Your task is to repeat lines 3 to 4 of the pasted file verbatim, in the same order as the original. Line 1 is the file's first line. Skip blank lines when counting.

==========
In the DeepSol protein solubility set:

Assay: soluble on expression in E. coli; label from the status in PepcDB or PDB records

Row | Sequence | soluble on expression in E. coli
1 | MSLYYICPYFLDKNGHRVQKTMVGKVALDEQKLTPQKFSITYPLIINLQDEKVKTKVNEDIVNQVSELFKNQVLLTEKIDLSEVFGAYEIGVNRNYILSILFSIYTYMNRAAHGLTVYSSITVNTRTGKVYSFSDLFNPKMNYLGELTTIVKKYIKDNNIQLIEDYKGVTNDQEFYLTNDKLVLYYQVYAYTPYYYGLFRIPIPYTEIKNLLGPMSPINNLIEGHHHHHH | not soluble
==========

Row | Sequence | soluble on expression in E. coli
1 | MSLYYICPYFLDKNGHRVQKTMVGKVALDEQKLTPQKFSITYPLIINLQDEKVKTKVNEDIVNQVSELFKNQVLLTEKIDLSEVFGAYEIGVNRNYILSILFSIYTYMNRAAHGLTVYSSITVNTRTGKVYSFSDLFNPKMNYLGELTTIVKKYIKDNNIQLIEDYKGVTNDQEFYLTNDKLVLYYQVYAYTPYYYGLFRIPIPYTEIKNLLGPMSPINNLIEGHHHHHH | not soluble